WASHINGTON — The U.S. Department of Justice confirmed Wednesday it has closed its investigation into the death of Ashli Babbitt and will not pursue criminal charges against the Capitol Police officer who shot her during the Jan. 6 riot.
Authorities “determined that there is insufficient evidence to support a criminal prosecution” against the officer, following a “thorough investigation” that examined video footage, eyewitness statements and physical evidence surrounding the shooting, the DOJ stated in a news release.
Babbitt, 35, was one of five people who died when thousands of former President Donald Trump’s supporters descended on the Capitol on Jan. 6, smashing windows and brawling with police officers while Congress was in session to ratify President Joe Biden’s 2020 election win.
Dr. Francisco Diaz, chief medical examiner in Washington, D.C., confirmed last week that Babbitt, 35, died from a gunshot wound to her left shoulder and ruled her death a homicide.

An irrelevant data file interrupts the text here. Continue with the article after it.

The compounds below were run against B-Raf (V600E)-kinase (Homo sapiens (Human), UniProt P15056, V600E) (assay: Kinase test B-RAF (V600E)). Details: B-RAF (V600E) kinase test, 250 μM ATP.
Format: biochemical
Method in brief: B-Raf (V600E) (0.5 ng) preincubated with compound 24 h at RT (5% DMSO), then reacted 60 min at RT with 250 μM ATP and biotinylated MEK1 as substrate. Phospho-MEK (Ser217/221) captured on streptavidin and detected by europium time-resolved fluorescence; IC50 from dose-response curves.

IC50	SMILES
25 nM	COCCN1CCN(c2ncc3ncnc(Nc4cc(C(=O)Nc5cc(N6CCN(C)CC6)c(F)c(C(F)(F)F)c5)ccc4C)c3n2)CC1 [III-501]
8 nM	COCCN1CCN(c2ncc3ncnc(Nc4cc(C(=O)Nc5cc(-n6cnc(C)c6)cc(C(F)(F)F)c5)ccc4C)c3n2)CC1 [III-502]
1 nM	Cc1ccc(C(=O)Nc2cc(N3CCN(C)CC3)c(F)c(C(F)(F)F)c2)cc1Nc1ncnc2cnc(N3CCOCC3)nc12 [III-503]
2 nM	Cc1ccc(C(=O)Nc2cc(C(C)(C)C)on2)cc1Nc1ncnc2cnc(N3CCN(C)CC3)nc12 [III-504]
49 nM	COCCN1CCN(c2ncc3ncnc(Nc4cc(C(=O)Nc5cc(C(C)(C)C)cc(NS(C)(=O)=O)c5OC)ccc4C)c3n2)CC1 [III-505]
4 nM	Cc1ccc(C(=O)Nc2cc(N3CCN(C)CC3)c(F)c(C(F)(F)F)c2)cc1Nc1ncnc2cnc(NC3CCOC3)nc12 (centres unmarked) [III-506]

Diaz also determined two other people died of natural causes and a third from acute amphetamine intoxication, but the cause and manner of death for Capitol Police Officer Brian Sicknick remain pending.
Babbitt, a U.S. Air Force veteran from Southern California, was shot and killed by a Capitol Police officer, who has not been publicly identified, as she tried to climb through the broken glass window of a door to the lobby, which had been barricaded from the inside with furniture, CNBC reported.
Babbitt fell backwards onto the floor following the gunshot and was transported to an area hospital where she died, the network reported.
Prosecutors notified a representative of Babbitt’s family of its findings Wednesday and issued a statement to Babbitt’s family “acknowledging the tragic loss of life and offering condolences,” The Washington Post reported.
When reached by the Post by phone, Roger Witthoeft, Babbitt’s brother, requested more time to compose a response to prosecutors’ decision.
Prosecutors seeking to convict law enforcement officers of civil rights violations – including shootings that result in death – must be able to prove that an officer used “objectively unreasonable” force and “willfully” used more force than believed necessary, the Post reported.